07-02-2012, 03:43 PM
Joined: Jan 2007
Location: Annapolis MD
Bottom line up front - I made it to ABQ and found Jack at the hotel. THe Ancient Mariners are now ready for the ride - after I get my bike serviced.
Ready to ride
What you get to see in Texas
First stop Alibates Flint Quarry:
Visitor Control Station
For thousands of years, people came to the red bluffs above the Canadian River for flint, vital to their existence. Demand for the high quality, rainbow-hued flint is reflected in the distribution of Alibates Flint through the Great Plains and beyond. Indians of the Ice Age Clovis Culture used Alibates flint for spear points to hunt the Imperial Mammoth before the Great Lakes were formed. The flint usually lies just below the surface at ridge level in a layer up to six feet thick. Because these quarries are located on Lake Meredith, erosion of the lake made the flint more accessible to these people. The quarry pits were not very large, between 5 to 25 feet wide and 4 to 7 feet deep. Many of these quarries were exploited by the Antelope Creek people, of the Panhandle culture, between 1200 and 1450. The stone-slabbed, multi-room houses built by the Antelope Creek people have long been of interest to the public and studied by archaeologists. Today this area is protected by the U.S. National Park Service and can only be viewed by ranger-led guided tours, which must be made in advance.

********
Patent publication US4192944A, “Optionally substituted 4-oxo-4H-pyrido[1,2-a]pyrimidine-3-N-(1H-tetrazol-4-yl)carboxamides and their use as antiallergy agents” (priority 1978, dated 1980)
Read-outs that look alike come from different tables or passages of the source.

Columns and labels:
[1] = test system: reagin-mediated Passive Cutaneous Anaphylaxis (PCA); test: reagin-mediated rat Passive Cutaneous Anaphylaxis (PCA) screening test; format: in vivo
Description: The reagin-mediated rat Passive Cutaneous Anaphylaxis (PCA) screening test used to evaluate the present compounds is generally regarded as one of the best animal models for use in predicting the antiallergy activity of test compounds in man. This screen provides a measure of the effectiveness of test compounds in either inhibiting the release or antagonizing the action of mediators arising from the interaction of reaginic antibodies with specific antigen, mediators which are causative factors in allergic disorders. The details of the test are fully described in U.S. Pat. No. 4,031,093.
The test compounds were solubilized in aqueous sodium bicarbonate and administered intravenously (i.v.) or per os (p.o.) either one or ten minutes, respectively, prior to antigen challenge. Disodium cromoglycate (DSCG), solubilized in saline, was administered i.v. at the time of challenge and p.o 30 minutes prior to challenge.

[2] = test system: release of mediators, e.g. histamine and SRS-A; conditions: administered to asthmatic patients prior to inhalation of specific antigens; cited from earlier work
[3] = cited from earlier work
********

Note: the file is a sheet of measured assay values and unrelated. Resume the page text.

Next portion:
After leaving the quarryit is an easy ride back to I-40 and a 270+ mile ride Albuquerque. Boring is the operative word, as is hot.
When I get there I go to the Petroglyph National Monument, which stretches 17 miles (27 km) along Albuquerque's West Mesa, a volcanic basalt escarpment that dominates the city’s western horizon.
The7,236 acre (29.28 km2) monument is cooperatively managed by the National Park Service and the City of Albuquerque. The western boundary of the monument features a chain of dormant fissure volcanoes. Beginning in the northwest corner, Butte volcano is followed to its south by Bond, Vulcan, Black and JA volcanoes.Petroglyph National Monument protects a variety of cultural and natural resources including five volcanic cones, hundreds of archeological sites and an estimated 24,000 images carved by Ancestral Pueblo peoples and early Spanish settlers. Many of the images are recognizable as animals, people, brands and crosses; others are more complex. Their meaning was, possibly, understood only by the carver. These images are the cultural heritage of a people who have long since moved into other areas and moved on through history for many reasons. The monument is intended as a protection for these lands and sites from and for visitors to see and appreciate for generations to come. The National Monument is managed in a manner that allows recreational use.
Phase 1 of the ride is complete.
Statistics - 9 states, 7 National Parks, Monuments, or Historic Sites, 2,275 miles
Phase 2 starts tomorrow after new tires and an oil change.